Griffin: "No throwing blocks!" [Throwing things is his most egregious and most common misbehavior. It's gotten to the point where I can look at him sternly as he raises his hand with a toy in it, say simply "Ne…", and he'll fill in the "jette pas." Of course, he might still throw the toy, but at least he can tell me in French that he knows he's not supposed to!]

Griffin, approaching the fire in the fireplace: "Griffin no don' touch the feu." (Do you think he's heard that phrase almost as often as "ne jette pas"?)

By the way, not only does Griffin use both languages within one sentence, he has even been known to do so within a single word! The clear example that comes to mind is "Oooors" followed by a person's name, which is an amalgam of "Where is...?" and the French "Où est...?" There's also his name for his stuffed pig, Groink, which seems to combine the English "oink" and the French "groin," both onomapoetic words for the sound the pig makes.

Griffin can also translate simple sentences from English to French (and probably the reverse, though I've never asked him to). If it's just the two of us together, and he says something like "more cheese please," I'll ask him what that means in French. He'll smile his sweet toothy toddler smile and respond, "Encore fromage silty-play."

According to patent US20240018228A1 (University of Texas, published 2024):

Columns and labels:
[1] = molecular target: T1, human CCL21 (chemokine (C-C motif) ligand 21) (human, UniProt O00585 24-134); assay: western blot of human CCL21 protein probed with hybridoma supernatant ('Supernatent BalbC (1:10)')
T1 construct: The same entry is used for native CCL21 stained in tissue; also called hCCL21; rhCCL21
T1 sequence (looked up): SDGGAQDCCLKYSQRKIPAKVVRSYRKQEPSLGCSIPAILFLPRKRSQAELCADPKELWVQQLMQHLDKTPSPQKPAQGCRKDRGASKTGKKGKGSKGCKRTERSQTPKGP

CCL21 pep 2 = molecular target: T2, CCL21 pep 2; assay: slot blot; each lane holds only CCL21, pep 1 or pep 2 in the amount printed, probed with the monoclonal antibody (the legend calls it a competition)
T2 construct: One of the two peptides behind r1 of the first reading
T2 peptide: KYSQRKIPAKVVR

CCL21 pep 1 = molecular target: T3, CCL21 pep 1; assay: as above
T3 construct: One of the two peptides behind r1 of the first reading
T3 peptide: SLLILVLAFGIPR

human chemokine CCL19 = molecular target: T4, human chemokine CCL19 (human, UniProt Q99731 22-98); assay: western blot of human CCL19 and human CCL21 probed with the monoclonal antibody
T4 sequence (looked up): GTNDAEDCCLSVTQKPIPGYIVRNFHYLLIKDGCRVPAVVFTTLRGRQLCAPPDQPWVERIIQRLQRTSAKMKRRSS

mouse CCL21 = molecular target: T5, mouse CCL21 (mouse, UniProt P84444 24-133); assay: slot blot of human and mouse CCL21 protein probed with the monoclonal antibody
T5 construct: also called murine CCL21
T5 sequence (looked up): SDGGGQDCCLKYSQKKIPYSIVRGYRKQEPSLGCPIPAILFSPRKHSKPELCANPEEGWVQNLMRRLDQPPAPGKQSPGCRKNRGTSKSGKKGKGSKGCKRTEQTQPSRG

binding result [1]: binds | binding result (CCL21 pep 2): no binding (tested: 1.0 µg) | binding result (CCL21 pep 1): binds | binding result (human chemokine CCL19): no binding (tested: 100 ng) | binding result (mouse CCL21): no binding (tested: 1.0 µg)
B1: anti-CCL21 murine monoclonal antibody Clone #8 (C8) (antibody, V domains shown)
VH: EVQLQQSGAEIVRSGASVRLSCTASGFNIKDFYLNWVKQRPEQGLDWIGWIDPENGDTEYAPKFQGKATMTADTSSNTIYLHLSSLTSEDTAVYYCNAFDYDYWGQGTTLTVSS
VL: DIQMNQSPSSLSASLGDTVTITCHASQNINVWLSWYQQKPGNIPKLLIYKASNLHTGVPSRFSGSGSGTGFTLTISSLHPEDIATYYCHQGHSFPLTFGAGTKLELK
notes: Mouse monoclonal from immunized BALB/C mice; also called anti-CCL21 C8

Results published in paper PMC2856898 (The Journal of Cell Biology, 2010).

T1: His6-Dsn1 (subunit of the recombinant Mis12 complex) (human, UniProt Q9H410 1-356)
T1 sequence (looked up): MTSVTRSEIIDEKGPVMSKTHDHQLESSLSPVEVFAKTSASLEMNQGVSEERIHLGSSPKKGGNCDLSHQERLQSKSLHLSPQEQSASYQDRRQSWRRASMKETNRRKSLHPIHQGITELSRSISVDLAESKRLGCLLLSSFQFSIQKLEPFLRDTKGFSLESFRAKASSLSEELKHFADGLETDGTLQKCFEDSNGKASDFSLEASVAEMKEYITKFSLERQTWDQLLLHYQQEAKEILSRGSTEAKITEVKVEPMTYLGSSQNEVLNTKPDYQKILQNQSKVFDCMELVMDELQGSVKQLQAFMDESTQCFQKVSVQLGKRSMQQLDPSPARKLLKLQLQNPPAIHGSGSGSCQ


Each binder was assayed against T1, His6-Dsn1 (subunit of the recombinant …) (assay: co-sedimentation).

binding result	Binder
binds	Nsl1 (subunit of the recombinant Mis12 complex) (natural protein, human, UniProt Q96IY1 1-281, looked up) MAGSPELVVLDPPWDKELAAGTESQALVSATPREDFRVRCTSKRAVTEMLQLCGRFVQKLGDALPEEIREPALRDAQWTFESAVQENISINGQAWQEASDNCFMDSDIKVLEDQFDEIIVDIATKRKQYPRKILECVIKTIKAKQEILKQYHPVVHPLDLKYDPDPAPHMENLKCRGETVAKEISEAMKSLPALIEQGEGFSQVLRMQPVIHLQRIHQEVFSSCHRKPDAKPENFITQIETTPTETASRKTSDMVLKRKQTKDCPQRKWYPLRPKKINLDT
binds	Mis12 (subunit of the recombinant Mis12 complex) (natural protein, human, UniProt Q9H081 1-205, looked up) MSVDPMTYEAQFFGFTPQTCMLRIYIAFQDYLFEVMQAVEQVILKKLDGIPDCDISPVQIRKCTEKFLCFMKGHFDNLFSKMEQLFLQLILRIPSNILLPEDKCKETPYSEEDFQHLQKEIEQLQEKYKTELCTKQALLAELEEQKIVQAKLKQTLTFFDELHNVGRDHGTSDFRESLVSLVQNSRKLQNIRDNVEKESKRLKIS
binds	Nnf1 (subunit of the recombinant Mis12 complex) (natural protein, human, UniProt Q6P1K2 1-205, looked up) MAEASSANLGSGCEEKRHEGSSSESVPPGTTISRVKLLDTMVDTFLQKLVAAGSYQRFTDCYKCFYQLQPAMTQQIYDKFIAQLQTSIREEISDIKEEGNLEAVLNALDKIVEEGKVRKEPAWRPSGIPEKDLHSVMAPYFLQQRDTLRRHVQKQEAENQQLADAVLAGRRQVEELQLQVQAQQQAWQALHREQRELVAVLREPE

He also assigns names and titles to things in ways that combine the two languages. For example, he enjoys watching on YouTube a certain classic Sesame Street sketch where Muppets clap and chant "clappety-clap" while they do so. YouTube has titled the segment "Clap, Clap, Clap," but Griffin will point at the computer and request "Tape on the Mains" ("clap on the hands").

And when it comes to singing songs, he is attuned to how a song is "supposed" to go (which can cause some stress as most folk songs' lyrics can vary according to the singer or the book in which the lyrics are printed.) Griffin will interrupt the singer to correct him or her:

Grammy, singing "The Farmer in the Dell": "The rat takes the mouse, the rat takes the mouse…."
Griffin: "Cheese! Rat takes cheese!"